In 2010, my wife and I purchased a beautiful 68 acre farm in the Shenandoah Valley of Virginia. The farmhouse, originally built in 1817, and then expanded in 1867, was in fairly original condition, and optimally located in the center of the property. It's most significant problem, however, was water. Rain water would shed off the nearby ridge, and pool in front of the house, and then ultimately leak through the hand dug cellar walls and cracks in the cement floor. The sump pump in the basement would run for weeks after a single heavy rain. Our little Garden of Eden was becoming a swamp.
Consequently, we looked to Joe Duggan of J. Duggan & Associates to help structurally, and permanently, solve our water problem. This was our first time working with a landscape architect. Joe recommended and coordinated the hiring of several key professionals to assist with the design of the project, namely a topographer/surveyor and an arborist. The topographer mapped the elevations around the farm house and associated ridge, and determined the various sources of the water pooling in front of the house. The arborist identified which of the seven 150 year old trees that closely ringed the house were still healthy, and which were in failing condition.
With this data, Joe created several drafts of various front patio and stone retaining wall configurations that primarily solved our water problem, but also took advantage of the fabulous views from our front porch. The project plan we ultimately settled on was both simple and elegant, and in perfect keeping with the age of the house and surrounding farm land. The stone patio and stone retaining wall were built on reinforced concrete that had a series of drains embedded within the structure that successfully discharged water away from the house. Having stated that though, the drains are cleverly concealed within the patio and surrounding grounds. The patio is perfect for entertaining while it performs its utilitarian task of keeping water out of the house.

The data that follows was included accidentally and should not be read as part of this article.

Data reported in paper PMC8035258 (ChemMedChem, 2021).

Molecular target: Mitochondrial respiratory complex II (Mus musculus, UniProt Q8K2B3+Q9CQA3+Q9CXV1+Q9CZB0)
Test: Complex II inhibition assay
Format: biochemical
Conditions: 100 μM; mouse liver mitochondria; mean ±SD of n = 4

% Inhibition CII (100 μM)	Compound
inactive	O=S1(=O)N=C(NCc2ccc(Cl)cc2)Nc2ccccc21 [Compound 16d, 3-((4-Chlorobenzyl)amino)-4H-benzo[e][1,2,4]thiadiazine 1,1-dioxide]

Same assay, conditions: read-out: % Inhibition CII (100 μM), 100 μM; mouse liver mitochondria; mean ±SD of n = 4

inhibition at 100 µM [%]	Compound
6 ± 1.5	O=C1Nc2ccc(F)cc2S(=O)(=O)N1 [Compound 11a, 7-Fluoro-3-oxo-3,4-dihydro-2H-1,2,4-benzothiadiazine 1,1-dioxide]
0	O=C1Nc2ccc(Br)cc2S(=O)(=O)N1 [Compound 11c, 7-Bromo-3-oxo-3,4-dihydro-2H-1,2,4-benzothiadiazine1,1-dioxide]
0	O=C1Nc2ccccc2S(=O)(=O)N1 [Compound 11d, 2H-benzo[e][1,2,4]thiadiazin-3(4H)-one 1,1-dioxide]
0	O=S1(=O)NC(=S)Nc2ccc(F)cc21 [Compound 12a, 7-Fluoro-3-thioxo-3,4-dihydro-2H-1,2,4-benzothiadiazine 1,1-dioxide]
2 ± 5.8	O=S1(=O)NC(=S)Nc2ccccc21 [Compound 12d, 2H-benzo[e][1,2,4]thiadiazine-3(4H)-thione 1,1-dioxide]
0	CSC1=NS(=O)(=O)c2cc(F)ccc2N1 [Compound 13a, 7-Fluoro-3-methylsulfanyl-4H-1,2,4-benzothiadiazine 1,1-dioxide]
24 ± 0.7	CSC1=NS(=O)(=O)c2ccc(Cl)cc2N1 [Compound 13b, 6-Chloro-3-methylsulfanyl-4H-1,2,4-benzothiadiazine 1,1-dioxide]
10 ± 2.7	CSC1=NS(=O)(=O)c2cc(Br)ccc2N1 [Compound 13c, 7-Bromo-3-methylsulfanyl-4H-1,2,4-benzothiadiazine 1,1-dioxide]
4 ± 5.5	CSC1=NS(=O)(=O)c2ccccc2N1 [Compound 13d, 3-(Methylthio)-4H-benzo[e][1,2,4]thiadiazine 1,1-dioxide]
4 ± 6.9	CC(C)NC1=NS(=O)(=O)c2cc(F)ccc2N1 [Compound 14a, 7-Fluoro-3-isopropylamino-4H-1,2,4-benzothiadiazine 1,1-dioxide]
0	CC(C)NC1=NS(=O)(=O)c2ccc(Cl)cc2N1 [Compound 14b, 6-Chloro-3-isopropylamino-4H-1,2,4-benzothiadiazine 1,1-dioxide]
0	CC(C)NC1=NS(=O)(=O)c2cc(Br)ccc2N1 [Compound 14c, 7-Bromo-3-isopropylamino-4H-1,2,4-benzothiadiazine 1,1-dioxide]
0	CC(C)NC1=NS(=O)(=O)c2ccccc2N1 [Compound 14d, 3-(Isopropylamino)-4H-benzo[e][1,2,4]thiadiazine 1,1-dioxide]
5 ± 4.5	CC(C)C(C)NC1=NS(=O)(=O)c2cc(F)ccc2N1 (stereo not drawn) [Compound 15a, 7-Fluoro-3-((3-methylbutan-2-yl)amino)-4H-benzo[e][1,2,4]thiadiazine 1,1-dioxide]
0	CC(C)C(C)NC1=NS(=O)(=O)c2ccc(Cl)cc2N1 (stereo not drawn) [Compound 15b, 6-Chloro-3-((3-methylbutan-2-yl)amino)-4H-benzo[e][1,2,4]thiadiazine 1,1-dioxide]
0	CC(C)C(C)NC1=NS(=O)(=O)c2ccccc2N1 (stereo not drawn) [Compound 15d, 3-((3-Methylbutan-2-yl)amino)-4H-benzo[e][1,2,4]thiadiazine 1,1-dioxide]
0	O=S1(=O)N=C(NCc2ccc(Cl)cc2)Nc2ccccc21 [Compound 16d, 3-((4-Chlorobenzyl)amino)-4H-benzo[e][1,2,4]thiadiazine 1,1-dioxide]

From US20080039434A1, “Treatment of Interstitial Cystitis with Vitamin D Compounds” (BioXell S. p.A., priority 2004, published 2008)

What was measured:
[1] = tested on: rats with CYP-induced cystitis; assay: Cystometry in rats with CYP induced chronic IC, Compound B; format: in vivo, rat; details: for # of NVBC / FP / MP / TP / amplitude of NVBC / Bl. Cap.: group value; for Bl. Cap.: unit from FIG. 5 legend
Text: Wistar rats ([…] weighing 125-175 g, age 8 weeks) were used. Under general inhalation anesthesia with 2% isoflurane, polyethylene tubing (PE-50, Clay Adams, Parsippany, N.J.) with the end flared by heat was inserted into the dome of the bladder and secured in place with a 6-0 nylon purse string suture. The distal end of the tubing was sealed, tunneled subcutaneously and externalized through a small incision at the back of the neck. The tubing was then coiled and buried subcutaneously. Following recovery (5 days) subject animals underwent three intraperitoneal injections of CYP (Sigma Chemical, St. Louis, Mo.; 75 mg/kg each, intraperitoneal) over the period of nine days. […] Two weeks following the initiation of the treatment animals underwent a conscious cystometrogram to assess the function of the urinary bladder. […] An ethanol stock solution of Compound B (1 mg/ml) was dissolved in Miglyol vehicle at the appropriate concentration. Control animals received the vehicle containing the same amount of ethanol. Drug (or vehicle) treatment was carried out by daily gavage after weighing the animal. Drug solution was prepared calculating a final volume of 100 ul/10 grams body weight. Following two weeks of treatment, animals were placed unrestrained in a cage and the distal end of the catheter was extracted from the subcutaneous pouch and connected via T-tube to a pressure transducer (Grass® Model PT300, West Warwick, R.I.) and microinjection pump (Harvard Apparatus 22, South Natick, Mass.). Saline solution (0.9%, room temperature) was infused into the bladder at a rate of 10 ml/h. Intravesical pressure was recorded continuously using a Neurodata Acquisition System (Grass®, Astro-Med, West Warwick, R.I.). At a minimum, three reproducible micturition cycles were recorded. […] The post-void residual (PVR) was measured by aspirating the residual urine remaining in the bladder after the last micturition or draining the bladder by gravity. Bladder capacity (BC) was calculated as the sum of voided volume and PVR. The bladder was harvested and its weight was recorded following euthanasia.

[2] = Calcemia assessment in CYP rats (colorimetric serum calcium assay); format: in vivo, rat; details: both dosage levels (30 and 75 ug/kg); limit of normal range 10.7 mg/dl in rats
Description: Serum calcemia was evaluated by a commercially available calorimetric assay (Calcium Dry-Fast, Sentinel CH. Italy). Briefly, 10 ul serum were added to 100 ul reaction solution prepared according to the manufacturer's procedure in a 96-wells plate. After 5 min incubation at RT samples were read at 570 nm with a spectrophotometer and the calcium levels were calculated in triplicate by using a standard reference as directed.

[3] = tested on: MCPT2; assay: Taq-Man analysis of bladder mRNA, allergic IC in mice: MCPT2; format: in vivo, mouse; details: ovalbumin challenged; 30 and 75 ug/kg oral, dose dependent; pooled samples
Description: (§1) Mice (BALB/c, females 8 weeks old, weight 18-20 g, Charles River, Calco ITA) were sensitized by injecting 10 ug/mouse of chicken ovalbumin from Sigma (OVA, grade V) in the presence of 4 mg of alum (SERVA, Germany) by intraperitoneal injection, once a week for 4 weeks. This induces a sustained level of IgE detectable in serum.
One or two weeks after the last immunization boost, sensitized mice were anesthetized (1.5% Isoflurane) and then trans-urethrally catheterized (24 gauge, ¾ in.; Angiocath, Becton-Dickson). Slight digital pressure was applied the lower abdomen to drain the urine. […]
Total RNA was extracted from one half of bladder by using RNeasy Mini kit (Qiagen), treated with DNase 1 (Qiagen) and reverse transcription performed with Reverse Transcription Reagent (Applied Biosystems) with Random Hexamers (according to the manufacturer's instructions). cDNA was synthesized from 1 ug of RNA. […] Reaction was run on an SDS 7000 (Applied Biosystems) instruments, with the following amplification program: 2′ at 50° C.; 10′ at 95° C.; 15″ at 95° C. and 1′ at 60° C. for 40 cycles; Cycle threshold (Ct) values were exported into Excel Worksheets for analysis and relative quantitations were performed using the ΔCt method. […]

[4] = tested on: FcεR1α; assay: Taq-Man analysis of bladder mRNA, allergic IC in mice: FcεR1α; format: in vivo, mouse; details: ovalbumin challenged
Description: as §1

As we were new to the area, Joe also identified a stone mason/general contractor who actually built the patio and retaining walls according to his specifications. During construction, it seemed to us that one set of stone piers looked like they were going to be too high. Joe immediately came out, sat in the front porch chairs that we were sitting in, and agreed that the offending piers could be shortened. In the end, we have been exceptionally pleased with the work and care that Joe put into this project. The front porch/stone patio/stone retaining walls are beautiful, and in keeping with the spirit of our house and farm.